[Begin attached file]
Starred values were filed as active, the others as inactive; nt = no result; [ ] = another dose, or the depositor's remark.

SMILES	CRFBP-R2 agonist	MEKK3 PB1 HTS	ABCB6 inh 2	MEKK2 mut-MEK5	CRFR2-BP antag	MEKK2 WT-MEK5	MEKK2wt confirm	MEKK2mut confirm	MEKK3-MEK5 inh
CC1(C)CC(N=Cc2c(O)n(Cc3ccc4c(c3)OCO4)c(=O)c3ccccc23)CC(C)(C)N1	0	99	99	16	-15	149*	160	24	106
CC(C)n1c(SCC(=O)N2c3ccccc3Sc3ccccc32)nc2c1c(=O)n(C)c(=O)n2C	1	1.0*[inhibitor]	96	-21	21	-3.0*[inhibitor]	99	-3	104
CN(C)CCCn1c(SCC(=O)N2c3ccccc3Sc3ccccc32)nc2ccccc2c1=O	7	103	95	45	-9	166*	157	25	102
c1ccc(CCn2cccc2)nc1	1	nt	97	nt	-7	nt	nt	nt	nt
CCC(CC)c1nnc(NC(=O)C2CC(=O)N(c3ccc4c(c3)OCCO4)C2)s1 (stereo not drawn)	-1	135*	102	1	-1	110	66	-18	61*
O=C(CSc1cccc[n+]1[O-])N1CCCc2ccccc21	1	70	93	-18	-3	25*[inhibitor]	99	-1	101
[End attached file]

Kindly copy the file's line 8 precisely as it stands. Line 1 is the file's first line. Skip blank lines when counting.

O=C(CSc1cccc[n+]1[O-])N1CCCc2ccccc21	1	70	93	-18	-3	25*[inhibitor]	99	-1	101